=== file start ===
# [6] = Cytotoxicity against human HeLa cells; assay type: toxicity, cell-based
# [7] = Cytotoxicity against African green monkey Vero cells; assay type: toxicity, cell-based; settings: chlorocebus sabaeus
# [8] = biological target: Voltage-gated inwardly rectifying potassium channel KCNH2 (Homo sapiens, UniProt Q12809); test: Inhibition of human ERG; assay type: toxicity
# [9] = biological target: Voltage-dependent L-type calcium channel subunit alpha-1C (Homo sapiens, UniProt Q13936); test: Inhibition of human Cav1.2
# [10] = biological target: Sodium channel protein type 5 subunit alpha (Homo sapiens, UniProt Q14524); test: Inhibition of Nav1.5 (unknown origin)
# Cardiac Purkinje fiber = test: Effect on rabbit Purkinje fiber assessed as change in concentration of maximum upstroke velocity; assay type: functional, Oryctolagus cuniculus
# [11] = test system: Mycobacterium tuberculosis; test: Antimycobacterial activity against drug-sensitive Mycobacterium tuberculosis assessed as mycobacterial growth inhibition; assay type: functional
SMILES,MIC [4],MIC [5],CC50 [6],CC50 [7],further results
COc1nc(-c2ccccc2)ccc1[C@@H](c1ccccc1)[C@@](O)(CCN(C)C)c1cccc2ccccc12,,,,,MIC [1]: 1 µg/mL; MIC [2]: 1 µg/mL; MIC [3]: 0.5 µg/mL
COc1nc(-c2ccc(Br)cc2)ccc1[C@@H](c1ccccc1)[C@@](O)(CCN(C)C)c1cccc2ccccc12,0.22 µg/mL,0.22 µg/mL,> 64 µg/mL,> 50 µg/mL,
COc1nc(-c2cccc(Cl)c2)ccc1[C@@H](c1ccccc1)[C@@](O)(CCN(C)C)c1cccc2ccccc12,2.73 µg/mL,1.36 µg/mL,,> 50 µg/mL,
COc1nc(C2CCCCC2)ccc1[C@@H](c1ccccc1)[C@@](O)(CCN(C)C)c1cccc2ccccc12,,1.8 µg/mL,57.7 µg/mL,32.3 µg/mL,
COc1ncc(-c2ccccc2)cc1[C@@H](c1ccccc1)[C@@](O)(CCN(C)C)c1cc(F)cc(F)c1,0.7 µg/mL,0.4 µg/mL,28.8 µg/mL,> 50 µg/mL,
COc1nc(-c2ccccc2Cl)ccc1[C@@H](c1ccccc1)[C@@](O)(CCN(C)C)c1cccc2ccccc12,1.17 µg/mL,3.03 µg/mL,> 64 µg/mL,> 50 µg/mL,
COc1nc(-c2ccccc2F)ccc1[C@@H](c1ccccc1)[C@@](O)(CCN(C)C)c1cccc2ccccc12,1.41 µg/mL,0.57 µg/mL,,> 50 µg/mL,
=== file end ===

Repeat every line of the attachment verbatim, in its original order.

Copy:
# [6] = Cytotoxicity against human HeLa cells; assay type: toxicity, cell-based
# [7] = Cytotoxicity against African green monkey Vero cells; assay type: toxicity, cell-based; settings: chlorocebus sabaeus
# [8] = biological target: Voltage-gated inwardly rectifying potassium channel KCNH2 (Homo sapiens, UniProt Q12809); test: Inhibition of human ERG; assay type: toxicity
# [9] = biological target: Voltage-dependent L-type calcium channel subunit alpha-1C (Homo sapiens, UniProt Q13936); test: Inhibition of human Cav1.2
# [10] = biological target: Sodium channel protein type 5 subunit alpha (Homo sapiens, UniProt Q14524); test: Inhibition of Nav1.5 (unknown origin)
# Cardiac Purkinje fiber = test: Effect on rabbit Purkinje fiber assessed as change in concentration of maximum upstroke velocity; assay type: functional, Oryctolagus cuniculus
# [11] = test system: Mycobacterium tuberculosis; test: Antimycobacterial activity against drug-sensitive Mycobacterium tuberculosis assessed as mycobacterial growth inhibition; assay type: functional
SMILES,MIC [4],MIC [5],CC50 [6],CC50 [7],further results
COc1nc(-c2ccccc2)ccc1[C@@H](c1ccccc1)[C@@](O)(CCN(C)C)c1cccc2ccccc12,,,,,MIC [1]: 1 µg/mL; MIC [2]: 1 µg/mL; MIC [3]: 0.5 µg/mL
COc1nc(-c2ccc(Br)cc2)ccc1[C@@H](c1ccccc1)[C@@](O)(CCN(C)C)c1cccc2ccccc12,0.22 µg/mL,0.22 µg/mL,> 64 µg/mL,> 50 µg/mL,
COc1nc(-c2cccc(Cl)c2)ccc1[C@@H](c1ccccc1)[C@@](O)(CCN(C)C)c1cccc2ccccc12,2.73 µg/mL,1.36 µg/mL,,> 50 µg/mL,
COc1nc(C2CCCCC2)ccc1[C@@H](c1ccccc1)[C@@](O)(CCN(C)C)c1cccc2ccccc12,,1.8 µg/mL,57.7 µg/mL,32.3 µg/mL,
COc1ncc(-c2ccccc2)cc1[C@@H](c1ccccc1)[C@@](O)(CCN(C)C)c1cc(F)cc(F)c1,0.7 µg/mL,0.4 µg/mL,28.8 µg/mL,> 50 µg/mL,
COc1nc(-c2ccccc2Cl)ccc1[C@@H](c1ccccc1)[C@@](O)(CCN(C)C)c1cccc2ccccc12,1.17 µg/mL,3.03 µg/mL,> 64 µg/mL,> 50 µg/mL,
COc1nc(-c2ccccc2F)ccc1[C@@H](c1ccccc1)[C@@](O)(CCN(C)C)c1cccc2ccccc12,1.41 µg/mL,0.57 µg/mL,,> 50 µg/mL,